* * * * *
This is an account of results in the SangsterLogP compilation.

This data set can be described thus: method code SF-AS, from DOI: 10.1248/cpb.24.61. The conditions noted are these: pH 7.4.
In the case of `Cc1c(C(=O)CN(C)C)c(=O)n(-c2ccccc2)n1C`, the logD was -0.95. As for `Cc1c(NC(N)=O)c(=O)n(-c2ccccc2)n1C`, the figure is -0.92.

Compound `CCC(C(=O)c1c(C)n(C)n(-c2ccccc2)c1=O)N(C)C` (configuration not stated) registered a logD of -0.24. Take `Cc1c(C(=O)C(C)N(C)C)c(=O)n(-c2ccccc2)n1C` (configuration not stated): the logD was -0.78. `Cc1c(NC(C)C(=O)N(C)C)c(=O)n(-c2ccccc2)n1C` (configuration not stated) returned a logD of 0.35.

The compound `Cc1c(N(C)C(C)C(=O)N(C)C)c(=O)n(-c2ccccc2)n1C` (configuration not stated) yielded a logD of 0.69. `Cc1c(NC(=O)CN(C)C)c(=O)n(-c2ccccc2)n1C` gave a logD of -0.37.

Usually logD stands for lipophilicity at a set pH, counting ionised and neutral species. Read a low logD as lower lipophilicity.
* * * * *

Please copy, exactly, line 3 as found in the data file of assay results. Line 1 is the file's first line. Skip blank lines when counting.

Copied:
In the case of `Cc1c(C(=O)CN(C)C)c(=O)n(-c2ccccc2)n1C`, the logD was -0.95. As for `Cc1c(NC(N)=O)c(=O)n(-c2ccccc2)n1C`, the figure is -0.92.